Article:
Thorn in My Flesh


“…So to keep me from becoming proud, I was given a thorn in my flesh, a messenger from Satan to torment me and keep me from becoming proud.”

– 2 Corinthians 12:7 NLT

We all have weaknesses of our flesh. Whether Paul’s thorn was a physical ailment or not has been, and will continue to be, debated. Despite all the research and speculation regarding it, Biblical scholars cannot give us a definite answer as to what his thorn was. I think that’s the beauty of God’s Word. If He wanted us to know, He would have told us, but because this particular detail is missing – we can all relate. We can all identify with Paul’s struggle in one way or another.

So what’s you thorn?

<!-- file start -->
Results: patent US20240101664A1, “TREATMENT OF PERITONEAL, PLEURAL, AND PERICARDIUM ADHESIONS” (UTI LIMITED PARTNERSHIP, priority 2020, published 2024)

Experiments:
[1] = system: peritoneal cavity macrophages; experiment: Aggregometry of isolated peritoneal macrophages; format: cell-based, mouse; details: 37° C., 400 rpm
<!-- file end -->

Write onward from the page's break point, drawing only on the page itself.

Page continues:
Is it a sickness or physical limitation that makes you feel weak? A mental illness or emotional burden that seems to drain you? An addiction or temptation that Satan consistently uses against you?

Thorns hurt. They’re uncomfortable, and humiliating, and they make us feel powerless. They empty us of our pride, of our strength, and of our sense of self-control.

And it all starts with sin.

In Genesis 3:17-18, God says to Adam,

“…Since you listened to your wife and ate from the tree whose fruit I commanded you not to eat, the ground is cursed because of you. All your life you will struggle to scratch a living from it. It will grow thorns and thistles for you, though you will eat of its grains.”